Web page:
For any sales agent or distrib who seeks business with the rapidly developing territories in Eastern Europe but can’t find time to meet with, say, the buyer from Lithuania or the new Czech private channel at Mip, the Discop East market in Warsaw June 10-12 was the place to be.
Over 50 distribs from Western Europe and the U.S. and about as many buyers from Eastern Europe and Russia convened for three days of surprisingly active trading at this brand-new event — the Intl. Discounted Television Program Mini-market for Eastern and Central European Territories (Discop East for short).
And while one French distrib received the unusual barter offer of furniture for programming from a Romanian channel, all participants polled by Daily Variety were enthusiastic about results and said they’d be back again next year.
“The main thrust at Mip is the major territories, while a lot of buyers from territories we want to do business with, like Central Europe, the new Baltic states and Russia, simply don’t travel. We found this market to be worthwhile,” said David Ellender, director of TV sales for Manifesto.
Of course, program markets catering to a developing TV business can have their drawbacks. Pace was decidedly leisurely, particularly during the first day. A few buyers had never attended a market before and clearly had no inkling of how the commercial process worked.
“They’re taking our brochures but not making any appointments,” one distrib grumbled on the first day.
By day two, however, East had met West and liked what it saw.
“We need to acquire legitimate programming for the former Soviet republics, and this TV market satisfied that need. Most of our channels here are still in diapers, and we don’t have the means to go abroad,” said Gregori Libergal, who manages Internews Broadcasting, a syndicated-type circuit based in Moscow.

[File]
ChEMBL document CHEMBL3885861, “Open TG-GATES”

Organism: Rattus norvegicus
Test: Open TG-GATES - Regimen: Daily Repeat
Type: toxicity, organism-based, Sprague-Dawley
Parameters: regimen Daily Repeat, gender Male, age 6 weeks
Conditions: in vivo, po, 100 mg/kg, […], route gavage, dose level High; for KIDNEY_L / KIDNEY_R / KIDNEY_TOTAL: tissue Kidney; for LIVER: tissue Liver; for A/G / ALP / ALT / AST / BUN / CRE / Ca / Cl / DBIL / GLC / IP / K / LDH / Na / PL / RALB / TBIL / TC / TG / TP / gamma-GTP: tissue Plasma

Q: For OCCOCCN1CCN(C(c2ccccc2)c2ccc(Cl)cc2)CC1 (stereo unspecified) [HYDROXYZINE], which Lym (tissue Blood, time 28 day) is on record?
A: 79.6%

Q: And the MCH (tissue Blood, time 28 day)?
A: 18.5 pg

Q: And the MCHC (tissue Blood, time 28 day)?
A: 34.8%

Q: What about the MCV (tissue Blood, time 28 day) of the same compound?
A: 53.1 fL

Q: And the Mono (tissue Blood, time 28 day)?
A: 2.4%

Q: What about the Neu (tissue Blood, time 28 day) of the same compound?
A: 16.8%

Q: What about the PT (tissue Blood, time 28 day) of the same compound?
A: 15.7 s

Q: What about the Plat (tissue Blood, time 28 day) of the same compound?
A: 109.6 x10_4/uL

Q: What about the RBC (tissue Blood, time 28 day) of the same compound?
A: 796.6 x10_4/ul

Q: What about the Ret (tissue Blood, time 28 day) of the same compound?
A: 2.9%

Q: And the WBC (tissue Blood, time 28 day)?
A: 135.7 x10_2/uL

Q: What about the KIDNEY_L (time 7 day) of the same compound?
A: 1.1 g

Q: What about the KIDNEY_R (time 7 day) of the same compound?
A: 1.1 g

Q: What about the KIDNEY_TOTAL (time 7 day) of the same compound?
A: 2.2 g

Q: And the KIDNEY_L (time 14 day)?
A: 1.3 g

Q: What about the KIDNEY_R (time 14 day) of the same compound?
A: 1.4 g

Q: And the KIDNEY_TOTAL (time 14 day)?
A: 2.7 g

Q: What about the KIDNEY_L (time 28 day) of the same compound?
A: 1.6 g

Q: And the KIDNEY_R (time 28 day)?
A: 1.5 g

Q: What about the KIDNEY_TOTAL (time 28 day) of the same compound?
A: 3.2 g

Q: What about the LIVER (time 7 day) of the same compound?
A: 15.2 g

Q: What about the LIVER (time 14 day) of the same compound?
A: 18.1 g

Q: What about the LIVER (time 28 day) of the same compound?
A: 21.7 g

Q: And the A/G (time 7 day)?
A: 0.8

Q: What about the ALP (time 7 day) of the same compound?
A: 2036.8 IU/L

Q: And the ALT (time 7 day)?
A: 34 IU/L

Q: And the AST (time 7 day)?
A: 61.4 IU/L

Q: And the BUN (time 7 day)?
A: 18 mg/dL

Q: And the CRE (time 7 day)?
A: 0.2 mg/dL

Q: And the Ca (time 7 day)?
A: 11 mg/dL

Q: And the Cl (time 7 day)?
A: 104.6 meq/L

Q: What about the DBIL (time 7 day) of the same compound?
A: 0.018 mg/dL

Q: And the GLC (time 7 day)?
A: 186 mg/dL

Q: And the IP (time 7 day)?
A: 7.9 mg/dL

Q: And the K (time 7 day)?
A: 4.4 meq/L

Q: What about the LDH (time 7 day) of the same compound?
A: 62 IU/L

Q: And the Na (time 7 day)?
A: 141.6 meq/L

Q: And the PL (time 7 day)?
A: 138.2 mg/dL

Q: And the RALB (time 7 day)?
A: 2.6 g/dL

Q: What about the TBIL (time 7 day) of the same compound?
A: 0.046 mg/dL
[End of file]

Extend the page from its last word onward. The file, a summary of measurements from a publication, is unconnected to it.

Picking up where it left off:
Discop East market organizer Remi Salette of Paris-based Happening Prods. said the second Discop East is skedded in Warsaw mid-June 1994 (slightly later in order not to coincide with the L.A. Screenings).
Three more Discops on horizon
Discop East is the first of four discount programming markets organized by Happening with the aim of hooking up sellers with buyers from developing territories. Discop Asia is skedded Dec. 1-3 in Kuala Lumpur, Malaysia, with other Discop events for Africa and Latin America to follow in 1994.
Only complaints from sellers were that the market, held in the Hotel Sobieski in central Warsaw, was too spread out on the hotel’s seven floors, and that organizers could have provided more social events for participants to meet.
But sales exex from Freemantle Talbot, Britain’s ITV companies, Mega Entertainment (“Lifestyles of the Rich and Famous”), telenovela king Leda Films, Canada’s Alliance and children’s programmer HIT all reported doing more than satisfactory biz. The people at Silvio Berlusconi Communications weren’t complaining, either.
The market was dotted with buyers from small private cable satellite or regional channels like Duna TV and TV 4 in Hungary, Slovenia’s Kanal A, RTV in Estonia, and ATV and Top Canal from Poland. The only fully licensed national private web in central Europe, however, is Czech Independent TV. (Polish private TV licenses will be awarded this summer). The Prague-based CIT is due to go on the air in February, and buyer Michael Morris is putting together its library.
“We’ve had discussions with all the major distributors here about acquiring product,” said Morris. Distribs agreed that Poland, Hungary and the Czech Republic are the only territories in the region able to pay in cash — and increasingly insisting on it. The Baltic states, Russia and the Balkan countries still operate largely on barter or cash-and-barter.
But several program sellers said that they are working on syndication-type deals to supply product to cash-strapped broadcasters in Central and Eastern Europe.
“We’re very near to duplicating the U.S. syndie market here,” said Freemantle senior veep Doug Gluck.